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Advertising is legalized lying.

H. G. Wells (1866-1946) British-born american Author.

The advertisements are the most truthful part of a newspaper.

Thomas Jefferson (1743-1826) Third president of the United States.

There are only two forces that can carry light to all the corners of the globe... the sun in the heavens and the Associated Press down here.

Mark Twain (1835-1910) U.S. humorist, writer, and lecturer.

The most important service rendered by the press and the magazines is that of educating people to approach printed matter with distrust.

Samuel Butler (1612-1680) British poet and satirist.

Early in life I had noticed that no event is ever correctly reported in a newspaper.

George Orwell (1903-1950) British novelist, essayist, and critic.


The man who reads nothing at all is better educated than the man who reads nothing, but newspapers.

Thomas Jefferson (1743-1826) Third president of the United States.

There is a terrific disadvantage in not having the abrasive quality of the press applied to you daily. Even though we never like it, and even though we wish they didn't write it, and even though we disapprove, there isn't any doubt that we could not do the job at all in a free society without a very, very active press.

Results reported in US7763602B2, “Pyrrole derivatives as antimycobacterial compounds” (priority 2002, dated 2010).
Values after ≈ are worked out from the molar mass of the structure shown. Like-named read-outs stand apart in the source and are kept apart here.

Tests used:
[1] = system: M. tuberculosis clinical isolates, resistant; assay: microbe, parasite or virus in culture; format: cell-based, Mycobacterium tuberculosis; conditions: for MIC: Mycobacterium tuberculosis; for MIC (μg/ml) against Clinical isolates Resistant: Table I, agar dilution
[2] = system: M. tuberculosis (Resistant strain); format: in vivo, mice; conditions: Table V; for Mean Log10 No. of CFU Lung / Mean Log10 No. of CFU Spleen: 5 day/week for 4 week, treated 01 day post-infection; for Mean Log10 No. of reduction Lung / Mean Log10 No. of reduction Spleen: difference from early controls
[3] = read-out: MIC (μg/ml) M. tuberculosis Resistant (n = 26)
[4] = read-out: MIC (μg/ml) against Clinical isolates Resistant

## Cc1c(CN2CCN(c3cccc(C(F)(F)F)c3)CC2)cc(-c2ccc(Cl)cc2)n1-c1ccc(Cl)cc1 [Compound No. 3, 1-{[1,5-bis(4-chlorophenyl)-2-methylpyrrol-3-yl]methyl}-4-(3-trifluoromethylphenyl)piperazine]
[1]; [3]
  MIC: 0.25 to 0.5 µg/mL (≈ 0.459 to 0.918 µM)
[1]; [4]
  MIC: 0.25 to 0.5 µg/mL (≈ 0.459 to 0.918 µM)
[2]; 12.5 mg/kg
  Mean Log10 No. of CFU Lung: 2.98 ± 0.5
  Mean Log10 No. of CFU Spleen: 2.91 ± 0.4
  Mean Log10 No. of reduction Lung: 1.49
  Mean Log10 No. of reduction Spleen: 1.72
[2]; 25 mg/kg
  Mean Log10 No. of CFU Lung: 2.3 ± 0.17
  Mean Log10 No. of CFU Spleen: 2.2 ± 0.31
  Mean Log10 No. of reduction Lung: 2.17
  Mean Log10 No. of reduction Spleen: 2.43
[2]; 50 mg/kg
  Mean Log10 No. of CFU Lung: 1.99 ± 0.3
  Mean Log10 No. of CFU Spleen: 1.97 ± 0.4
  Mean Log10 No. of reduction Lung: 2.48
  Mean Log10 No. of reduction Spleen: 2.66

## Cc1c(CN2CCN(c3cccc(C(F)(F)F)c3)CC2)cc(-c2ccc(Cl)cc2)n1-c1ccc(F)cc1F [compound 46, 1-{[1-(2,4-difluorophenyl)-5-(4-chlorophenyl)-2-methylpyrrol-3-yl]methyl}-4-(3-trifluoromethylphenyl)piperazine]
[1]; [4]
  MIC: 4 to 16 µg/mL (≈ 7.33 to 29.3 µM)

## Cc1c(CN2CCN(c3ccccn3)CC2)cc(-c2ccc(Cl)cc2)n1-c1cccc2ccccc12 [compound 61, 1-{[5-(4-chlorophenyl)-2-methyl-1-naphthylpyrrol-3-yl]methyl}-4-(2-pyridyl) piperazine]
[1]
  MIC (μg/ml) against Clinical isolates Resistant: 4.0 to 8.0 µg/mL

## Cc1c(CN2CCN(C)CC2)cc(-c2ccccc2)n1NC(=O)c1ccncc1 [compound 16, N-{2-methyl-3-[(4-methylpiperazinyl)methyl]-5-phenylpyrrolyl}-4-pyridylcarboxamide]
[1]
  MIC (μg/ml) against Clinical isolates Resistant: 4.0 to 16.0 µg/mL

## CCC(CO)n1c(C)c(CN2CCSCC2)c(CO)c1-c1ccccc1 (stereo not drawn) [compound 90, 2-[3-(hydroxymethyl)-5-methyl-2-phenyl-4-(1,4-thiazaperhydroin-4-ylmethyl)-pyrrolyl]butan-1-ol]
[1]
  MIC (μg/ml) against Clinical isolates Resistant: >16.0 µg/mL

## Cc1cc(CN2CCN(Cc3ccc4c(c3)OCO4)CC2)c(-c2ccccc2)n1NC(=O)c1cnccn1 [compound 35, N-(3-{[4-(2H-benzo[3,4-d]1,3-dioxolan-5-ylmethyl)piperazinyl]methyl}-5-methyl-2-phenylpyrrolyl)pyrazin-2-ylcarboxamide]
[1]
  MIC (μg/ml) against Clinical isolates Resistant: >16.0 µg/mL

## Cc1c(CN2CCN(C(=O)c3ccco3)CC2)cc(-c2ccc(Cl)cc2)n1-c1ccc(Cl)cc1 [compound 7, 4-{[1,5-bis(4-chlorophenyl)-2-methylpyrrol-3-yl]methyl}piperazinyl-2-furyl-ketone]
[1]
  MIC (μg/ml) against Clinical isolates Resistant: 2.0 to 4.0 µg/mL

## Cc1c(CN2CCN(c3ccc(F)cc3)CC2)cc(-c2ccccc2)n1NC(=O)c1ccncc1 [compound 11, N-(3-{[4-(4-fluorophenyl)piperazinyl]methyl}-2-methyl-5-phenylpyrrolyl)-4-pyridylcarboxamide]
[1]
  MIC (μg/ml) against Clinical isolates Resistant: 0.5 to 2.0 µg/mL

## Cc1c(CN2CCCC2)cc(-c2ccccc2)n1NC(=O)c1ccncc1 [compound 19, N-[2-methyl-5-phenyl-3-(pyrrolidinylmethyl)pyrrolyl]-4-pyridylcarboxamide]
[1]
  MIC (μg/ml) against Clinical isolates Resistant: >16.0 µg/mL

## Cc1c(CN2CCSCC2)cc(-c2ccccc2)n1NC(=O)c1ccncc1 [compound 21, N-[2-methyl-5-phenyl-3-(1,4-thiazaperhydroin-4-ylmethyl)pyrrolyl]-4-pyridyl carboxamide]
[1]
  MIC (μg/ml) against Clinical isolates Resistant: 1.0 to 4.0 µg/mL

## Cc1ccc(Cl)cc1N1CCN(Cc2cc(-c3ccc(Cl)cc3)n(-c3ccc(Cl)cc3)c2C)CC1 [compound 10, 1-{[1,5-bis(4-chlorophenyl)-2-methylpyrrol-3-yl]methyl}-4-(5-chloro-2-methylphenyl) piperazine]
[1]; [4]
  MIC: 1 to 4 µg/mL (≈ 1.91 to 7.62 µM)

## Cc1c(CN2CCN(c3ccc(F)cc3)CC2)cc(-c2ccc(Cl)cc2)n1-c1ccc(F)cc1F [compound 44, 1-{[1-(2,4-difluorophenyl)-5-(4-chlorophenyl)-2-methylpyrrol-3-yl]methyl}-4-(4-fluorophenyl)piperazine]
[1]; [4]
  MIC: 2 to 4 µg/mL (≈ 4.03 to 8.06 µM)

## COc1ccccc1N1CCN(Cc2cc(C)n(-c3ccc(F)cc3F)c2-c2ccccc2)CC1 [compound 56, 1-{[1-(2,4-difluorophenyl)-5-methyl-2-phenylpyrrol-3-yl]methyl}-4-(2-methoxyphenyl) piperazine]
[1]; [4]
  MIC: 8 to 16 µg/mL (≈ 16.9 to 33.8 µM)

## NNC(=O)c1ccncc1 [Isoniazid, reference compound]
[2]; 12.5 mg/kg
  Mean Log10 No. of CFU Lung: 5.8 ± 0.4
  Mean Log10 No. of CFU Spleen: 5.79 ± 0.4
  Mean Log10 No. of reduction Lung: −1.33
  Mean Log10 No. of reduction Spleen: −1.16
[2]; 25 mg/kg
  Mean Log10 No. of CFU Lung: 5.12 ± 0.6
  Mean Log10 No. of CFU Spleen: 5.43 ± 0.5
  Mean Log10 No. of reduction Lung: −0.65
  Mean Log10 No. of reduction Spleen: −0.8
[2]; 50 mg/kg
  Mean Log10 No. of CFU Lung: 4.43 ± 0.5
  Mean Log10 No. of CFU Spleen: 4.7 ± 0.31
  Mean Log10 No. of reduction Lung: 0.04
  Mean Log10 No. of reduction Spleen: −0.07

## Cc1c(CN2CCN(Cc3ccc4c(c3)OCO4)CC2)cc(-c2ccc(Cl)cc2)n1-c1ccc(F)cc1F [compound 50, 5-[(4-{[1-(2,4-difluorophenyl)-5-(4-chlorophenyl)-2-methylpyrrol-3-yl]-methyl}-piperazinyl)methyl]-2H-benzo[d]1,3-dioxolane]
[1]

John F. Kennedy (1917-1963) Thirty-fifth President of the USA

The world is for thousands a freak show; the images flicker past and vanish; the impressions remain flat and unconnected in the soul. Thus they are easily led by the opinions of others, are content to let their impressions be shuffled and rearranged and evaluated differently.

Johann Wolfgang Von Goethe (1749-1832) German poet, novelist and dramatist.

A petty reason perhaps why novelists more and more try to keep a distance from journalists is that novelists are trying to write the truth and journalists are trying to write fiction.

Graham Greene (1904-1991) English writer.

Were it left to me to decide whether we should have a government without newspapers or newspapers without a government, I should not hesitate for a moment to prefer the latter.

Thomas Jefferson (1743-1826) Third president of the United States.